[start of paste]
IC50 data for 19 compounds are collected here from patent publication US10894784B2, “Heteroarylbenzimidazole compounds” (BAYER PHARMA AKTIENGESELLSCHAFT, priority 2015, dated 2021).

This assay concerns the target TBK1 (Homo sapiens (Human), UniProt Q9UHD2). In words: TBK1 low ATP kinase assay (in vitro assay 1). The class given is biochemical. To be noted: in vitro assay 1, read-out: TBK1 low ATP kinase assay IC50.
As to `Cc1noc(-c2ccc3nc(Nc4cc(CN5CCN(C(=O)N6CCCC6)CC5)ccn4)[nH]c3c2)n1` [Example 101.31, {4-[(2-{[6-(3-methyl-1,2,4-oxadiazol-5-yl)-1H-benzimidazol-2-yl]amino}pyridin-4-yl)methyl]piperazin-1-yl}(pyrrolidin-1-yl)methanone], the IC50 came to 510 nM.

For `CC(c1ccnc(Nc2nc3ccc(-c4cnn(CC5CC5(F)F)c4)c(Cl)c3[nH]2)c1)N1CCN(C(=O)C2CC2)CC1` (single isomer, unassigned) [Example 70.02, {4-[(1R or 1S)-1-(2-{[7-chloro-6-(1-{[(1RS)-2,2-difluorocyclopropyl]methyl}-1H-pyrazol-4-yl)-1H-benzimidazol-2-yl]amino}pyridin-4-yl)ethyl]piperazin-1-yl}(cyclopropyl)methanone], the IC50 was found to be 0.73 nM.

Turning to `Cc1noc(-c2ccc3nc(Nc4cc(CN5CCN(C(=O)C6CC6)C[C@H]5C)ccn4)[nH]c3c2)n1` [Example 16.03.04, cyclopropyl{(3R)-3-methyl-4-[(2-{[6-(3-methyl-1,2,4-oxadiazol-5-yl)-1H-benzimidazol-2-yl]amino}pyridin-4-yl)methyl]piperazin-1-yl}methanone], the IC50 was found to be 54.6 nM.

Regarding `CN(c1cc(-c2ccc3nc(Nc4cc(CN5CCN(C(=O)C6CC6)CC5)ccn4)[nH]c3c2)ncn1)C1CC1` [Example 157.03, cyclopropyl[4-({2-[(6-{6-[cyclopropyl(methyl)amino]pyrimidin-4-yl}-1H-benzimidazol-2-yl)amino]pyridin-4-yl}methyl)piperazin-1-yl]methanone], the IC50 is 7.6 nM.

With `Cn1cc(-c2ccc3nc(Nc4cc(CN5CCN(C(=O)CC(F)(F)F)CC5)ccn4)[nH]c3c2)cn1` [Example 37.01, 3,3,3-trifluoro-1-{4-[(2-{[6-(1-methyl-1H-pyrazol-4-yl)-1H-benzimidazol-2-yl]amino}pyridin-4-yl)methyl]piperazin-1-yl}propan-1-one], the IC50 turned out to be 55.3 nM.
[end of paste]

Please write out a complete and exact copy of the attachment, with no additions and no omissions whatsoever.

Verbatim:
IC50 data for 19 compounds are collected here from patent publication US10894784B2, “Heteroarylbenzimidazole compounds” (BAYER PHARMA AKTIENGESELLSCHAFT, priority 2015, dated 2021).

This assay concerns the target TBK1 (Homo sapiens (Human), UniProt Q9UHD2). In words: TBK1 low ATP kinase assay (in vitro assay 1). The class given is biochemical. To be noted: in vitro assay 1, read-out: TBK1 low ATP kinase assay IC50.
As to `Cc1noc(-c2ccc3nc(Nc4cc(CN5CCN(C(=O)N6CCCC6)CC5)ccn4)[nH]c3c2)n1` [Example 101.31, {4-[(2-{[6-(3-methyl-1,2,4-oxadiazol-5-yl)-1H-benzimidazol-2-yl]amino}pyridin-4-yl)methyl]piperazin-1-yl}(pyrrolidin-1-yl)methanone], the IC50 came to 510 nM.

For `CC(c1ccnc(Nc2nc3ccc(-c4cnn(CC5CC5(F)F)c4)c(Cl)c3[nH]2)c1)N1CCN(C(=O)C2CC2)CC1` (single isomer, unassigned) [Example 70.02, {4-[(1R or 1S)-1-(2-{[7-chloro-6-(1-{[(1RS)-2,2-difluorocyclopropyl]methyl}-1H-pyrazol-4-yl)-1H-benzimidazol-2-yl]amino}pyridin-4-yl)ethyl]piperazin-1-yl}(cyclopropyl)methanone], the IC50 was found to be 0.73 nM.

Turning to `Cc1noc(-c2ccc3nc(Nc4cc(CN5CCN(C(=O)C6CC6)C[C@H]5C)ccn4)[nH]c3c2)n1` [Example 16.03.04, cyclopropyl{(3R)-3-methyl-4-[(2-{[6-(3-methyl-1,2,4-oxadiazol-5-yl)-1H-benzimidazol-2-yl]amino}pyridin-4-yl)methyl]piperazin-1-yl}methanone], the IC50 was found to be 54.6 nM.

Regarding `CN(c1cc(-c2ccc3nc(Nc4cc(CN5CCN(C(=O)C6CC6)CC5)ccn4)[nH]c3c2)ncn1)C1CC1` [Example 157.03, cyclopropyl[4-({2-[(6-{6-[cyclopropyl(methyl)amino]pyrimidin-4-yl}-1H-benzimidazol-2-yl)amino]pyridin-4-yl}methyl)piperazin-1-yl]methanone], the IC50 is 7.6 nM.

With `Cn1cc(-c2ccc3nc(Nc4cc(CN5CCN(C(=O)CC(F)(F)F)CC5)ccn4)[nH]c3c2)cn1` [Example 37.01, 3,3,3-trifluoro-1-{4-[(2-{[6-(1-methyl-1H-pyrazol-4-yl)-1H-benzimidazol-2-yl]amino}pyridin-4-yl)methyl]piperazin-1-yl}propan-1-one], the IC50 turned out to be 55.3 nM.